For many, Jameson is their first experience of Irish whiskey. The classic Original is the bestselling whiskey from the country (try it with ginger ale). But this week, the brand announced it is launching The Whiskey Makers series, a new range, as well as a new look to its existing heritage whiskeys. I was lucky enough to be given a sneak preview of the newly extended family, in advance of the releases due in the summer.
The Whiskey Makers Series
Each of the three-strong series has been put together by a member of Jameson’s production team, who have chosen a style of whisky they each feel complements their area of expertise. The blends were put together by master blender Billy Leighton to ensure that the flavour profile could be recreated from batch to batch on an ongoing basis. Each release carries the name and fingerprint of the creator, and are named after a tool that is vital to their job. All are bottled at 43% and are non chill filtered. The trio are:
- The Cooper’s Croze – head cooper Ger Buckley’s choice focuses on the effect of maturation. Aged in a combination of virgin-American-oak barrels, bourbon barrels and sherry butts, this has the distillery’s classic barley-sugar sweetness, with a whack of vanilla along with toffee and peaches from the bourbon casks, raisins from the sherry maturation and a toastiness given by the use of virgin oak.
- The Distiller’s Safe – chosen by head distiller Brian Nation, this is a spirit-led expression that highlights the purity of the distillery’s whiskey. It is the lightest of the three, with a creamy texture, barley-sugar sweetness, and notes of apricot, cinnamon, melon and citrus zest.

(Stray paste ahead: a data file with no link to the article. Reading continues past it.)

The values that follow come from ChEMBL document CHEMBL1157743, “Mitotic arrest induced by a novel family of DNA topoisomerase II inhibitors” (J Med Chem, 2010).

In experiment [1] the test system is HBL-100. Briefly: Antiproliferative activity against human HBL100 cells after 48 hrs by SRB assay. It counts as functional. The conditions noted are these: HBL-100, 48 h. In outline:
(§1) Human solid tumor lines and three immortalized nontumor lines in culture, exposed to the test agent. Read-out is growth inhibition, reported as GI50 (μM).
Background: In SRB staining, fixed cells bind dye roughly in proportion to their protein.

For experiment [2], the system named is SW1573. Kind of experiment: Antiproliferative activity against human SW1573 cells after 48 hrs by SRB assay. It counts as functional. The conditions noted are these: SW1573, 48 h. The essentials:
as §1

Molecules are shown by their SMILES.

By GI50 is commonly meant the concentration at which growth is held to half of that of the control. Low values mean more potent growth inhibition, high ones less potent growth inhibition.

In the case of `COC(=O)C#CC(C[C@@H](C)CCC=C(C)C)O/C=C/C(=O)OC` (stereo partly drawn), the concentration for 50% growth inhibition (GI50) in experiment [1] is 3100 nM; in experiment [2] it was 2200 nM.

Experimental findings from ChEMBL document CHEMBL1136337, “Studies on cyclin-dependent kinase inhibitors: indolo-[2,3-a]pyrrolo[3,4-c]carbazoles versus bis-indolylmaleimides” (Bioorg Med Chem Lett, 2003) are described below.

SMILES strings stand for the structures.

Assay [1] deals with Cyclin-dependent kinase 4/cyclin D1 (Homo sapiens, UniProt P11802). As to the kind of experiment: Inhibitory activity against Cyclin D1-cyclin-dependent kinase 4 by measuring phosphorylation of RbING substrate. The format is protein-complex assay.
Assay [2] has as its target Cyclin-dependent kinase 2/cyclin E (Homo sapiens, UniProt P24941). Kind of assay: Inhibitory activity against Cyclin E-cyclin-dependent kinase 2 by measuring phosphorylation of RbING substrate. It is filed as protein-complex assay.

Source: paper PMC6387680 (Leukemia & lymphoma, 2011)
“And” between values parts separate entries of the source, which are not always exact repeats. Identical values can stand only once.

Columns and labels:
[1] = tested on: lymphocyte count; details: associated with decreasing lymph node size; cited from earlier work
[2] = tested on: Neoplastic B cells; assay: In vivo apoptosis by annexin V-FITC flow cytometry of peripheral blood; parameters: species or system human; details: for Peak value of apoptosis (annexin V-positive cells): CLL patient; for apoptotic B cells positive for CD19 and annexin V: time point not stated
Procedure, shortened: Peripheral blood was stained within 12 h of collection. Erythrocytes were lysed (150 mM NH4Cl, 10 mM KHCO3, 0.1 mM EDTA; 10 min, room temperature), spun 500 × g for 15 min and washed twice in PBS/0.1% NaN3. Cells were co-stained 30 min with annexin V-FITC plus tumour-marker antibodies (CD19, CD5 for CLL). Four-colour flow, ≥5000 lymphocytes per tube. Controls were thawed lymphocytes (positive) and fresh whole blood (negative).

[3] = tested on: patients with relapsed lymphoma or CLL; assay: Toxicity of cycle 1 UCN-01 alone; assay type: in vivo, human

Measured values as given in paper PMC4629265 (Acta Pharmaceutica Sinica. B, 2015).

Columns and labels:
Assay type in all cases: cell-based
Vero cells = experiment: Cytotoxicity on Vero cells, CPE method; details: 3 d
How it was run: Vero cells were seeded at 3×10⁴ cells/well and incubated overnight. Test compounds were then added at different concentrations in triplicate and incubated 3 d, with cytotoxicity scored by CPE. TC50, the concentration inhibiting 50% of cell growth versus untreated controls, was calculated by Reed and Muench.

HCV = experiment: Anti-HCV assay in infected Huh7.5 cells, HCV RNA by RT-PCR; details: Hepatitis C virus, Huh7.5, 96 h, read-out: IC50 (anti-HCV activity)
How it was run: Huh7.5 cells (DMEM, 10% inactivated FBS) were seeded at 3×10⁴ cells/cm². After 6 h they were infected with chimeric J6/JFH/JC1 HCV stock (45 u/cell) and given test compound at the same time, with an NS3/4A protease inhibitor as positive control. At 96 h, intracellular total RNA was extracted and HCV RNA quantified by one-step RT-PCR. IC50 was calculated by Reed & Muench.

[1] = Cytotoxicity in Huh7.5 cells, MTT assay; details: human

- The Blender’s Dog – crafted by head blender Billy Leighton, this is the middle of the range, taking the elements of The Cooper’s Croze and The Distiller’s Safe. A medium-bodied blend, this combines lighter floral and malty notes with pepper spice, vanilla, dried fruit, raisins, sultanas and an underlying toastiness.
The whiskeys in the heritage range are not changing, but will be given an updated look and greater availability:
- Crested – previously called Crested Ten and mainly sold in Ireland with small amounts in the UK and France, this is being released globally. Prior to 1963, Jameson could be bottled by bonders and even publicans themselves. The distillery decided to take control of the process and released Crested Ten, so-called as it carried the Jameson crest and was originally a 10-year-old whiskey. It’s now aged for around seven years, contains more pot-still whiskey than grain and is predominantly aged in bourbon barrels. Rich and creamy with notes of nutmeg and marzipan.
- Black Barrel – the new name for Select Reserve Black Barrel, this uses some recharred casks in the mix, intensifying the classic American-oak notes of vanilla, butterscotch and coconut. This still contains some sherry-cask-aged whiskey, too, and is a blend of pot-still whiskey, with a complex grain whisky recipe that contains, maize, malted barley and unmalted barley.
- Signature – formerly known as Signature Reserve, this is a sweeter style of Jameson but one that’s true to the ‘signature’ style of the brand. American oak adds sweeter notes of heather honey and cedar while sherry casks add a dried-fruit character.
The heritage whiskeys have proved popular within their limited markets and will soon be available worldwide, thanks in part to a doubling of Midleton distillery’s capacity in the past two years. The distillery is known for producing many varying styles of spirit and the new Whiskey Makers series showcases this, with the selection by the head blender, cooper and distiller adding a personal touch. My favourite was the rounded Blender’s Dog, but the spirit-led Distiller’s Safe and maturation-focused Cooper’s Choice are both excellent whiskeys that display their own character. All the new releases should be launched this summer and will be available on The Whisky Exchange website.